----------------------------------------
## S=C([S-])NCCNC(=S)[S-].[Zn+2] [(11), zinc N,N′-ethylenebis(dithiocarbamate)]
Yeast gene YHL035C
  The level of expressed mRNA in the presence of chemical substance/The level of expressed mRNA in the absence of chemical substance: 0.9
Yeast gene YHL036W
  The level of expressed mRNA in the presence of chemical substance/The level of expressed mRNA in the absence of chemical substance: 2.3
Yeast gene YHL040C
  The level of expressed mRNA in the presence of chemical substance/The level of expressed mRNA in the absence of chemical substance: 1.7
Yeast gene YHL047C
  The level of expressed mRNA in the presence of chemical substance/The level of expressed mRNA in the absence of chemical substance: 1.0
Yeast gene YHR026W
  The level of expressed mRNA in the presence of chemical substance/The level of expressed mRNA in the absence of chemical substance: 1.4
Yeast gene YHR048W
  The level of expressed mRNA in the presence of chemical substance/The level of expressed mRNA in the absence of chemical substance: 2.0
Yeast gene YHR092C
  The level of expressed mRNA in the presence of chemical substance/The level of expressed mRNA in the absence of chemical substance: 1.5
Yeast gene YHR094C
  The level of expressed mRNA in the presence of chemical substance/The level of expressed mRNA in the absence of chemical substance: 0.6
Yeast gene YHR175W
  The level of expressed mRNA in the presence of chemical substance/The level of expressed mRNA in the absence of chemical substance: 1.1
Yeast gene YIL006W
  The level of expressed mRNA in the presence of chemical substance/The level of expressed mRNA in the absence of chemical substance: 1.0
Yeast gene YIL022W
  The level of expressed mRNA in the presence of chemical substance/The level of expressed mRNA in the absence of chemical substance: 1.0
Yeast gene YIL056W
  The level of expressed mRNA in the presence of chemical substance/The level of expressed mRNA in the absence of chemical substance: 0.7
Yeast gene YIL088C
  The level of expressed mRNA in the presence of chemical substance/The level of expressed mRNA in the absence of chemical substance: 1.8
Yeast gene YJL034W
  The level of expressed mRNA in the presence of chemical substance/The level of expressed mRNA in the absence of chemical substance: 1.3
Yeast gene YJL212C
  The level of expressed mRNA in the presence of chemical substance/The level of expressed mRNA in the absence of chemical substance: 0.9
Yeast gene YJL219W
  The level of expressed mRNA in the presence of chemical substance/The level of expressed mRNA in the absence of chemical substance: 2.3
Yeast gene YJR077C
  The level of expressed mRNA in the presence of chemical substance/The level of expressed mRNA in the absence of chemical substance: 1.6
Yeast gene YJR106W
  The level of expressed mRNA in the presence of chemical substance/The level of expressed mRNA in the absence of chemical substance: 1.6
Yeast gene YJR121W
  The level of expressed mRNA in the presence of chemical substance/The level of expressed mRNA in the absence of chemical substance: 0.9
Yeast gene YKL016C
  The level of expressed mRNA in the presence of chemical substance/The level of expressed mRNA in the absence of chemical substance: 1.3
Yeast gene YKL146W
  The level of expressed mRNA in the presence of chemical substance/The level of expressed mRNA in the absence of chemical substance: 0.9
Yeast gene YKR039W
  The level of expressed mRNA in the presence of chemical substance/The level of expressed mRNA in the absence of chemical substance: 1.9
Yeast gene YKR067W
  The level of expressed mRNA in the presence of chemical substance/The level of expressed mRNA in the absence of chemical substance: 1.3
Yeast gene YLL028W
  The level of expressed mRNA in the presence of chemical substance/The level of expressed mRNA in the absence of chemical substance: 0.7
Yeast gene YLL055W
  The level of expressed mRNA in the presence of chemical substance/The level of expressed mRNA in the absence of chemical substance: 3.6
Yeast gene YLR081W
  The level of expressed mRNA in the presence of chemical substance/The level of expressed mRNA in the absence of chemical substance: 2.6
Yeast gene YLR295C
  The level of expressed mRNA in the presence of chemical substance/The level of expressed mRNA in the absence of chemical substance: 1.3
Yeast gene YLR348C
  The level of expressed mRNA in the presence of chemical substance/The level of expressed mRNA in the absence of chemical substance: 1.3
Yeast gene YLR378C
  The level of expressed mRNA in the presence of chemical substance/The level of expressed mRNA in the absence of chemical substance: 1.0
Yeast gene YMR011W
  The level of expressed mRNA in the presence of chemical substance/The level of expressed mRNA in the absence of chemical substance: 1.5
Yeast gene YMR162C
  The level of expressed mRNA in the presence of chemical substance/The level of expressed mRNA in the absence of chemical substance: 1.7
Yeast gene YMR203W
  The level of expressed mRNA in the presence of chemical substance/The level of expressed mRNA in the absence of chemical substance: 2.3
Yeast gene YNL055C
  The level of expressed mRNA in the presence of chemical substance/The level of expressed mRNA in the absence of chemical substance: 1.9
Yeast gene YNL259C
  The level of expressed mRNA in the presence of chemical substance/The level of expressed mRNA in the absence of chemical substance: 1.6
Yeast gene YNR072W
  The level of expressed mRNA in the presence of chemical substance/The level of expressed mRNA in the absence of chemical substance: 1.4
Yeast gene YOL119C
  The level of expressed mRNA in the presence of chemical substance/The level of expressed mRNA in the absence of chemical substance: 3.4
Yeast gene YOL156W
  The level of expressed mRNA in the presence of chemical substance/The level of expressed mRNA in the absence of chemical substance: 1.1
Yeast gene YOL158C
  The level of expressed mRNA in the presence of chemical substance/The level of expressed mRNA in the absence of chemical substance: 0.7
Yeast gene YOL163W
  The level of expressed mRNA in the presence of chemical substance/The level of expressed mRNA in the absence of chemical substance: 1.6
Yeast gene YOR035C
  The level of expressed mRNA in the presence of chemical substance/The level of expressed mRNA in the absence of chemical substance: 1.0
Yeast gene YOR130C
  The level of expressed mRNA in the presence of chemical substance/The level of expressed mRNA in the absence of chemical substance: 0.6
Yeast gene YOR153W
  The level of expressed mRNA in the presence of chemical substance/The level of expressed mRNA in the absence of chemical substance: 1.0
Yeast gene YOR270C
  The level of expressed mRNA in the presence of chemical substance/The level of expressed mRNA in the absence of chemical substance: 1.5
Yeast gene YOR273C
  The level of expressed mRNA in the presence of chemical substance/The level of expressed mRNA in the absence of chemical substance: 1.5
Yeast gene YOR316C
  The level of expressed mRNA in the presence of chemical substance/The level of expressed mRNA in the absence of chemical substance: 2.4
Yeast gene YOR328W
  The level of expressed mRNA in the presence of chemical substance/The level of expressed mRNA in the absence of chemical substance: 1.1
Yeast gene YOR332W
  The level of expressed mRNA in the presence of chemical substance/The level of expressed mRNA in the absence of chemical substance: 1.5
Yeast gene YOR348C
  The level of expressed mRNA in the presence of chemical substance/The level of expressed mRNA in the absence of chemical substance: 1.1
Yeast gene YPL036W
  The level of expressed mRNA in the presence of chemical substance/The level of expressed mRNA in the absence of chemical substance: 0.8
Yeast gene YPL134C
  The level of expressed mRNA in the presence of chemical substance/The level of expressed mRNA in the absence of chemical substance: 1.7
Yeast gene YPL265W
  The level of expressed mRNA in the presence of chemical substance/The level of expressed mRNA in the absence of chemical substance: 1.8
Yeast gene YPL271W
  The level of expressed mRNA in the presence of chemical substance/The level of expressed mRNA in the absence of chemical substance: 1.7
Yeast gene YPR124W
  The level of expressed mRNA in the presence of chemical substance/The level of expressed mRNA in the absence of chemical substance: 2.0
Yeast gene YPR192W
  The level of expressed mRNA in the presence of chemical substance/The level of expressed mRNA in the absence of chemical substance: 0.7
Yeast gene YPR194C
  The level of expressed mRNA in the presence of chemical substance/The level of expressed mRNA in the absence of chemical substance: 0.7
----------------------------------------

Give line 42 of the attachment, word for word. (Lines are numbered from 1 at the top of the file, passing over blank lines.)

Yeast gene YKL146W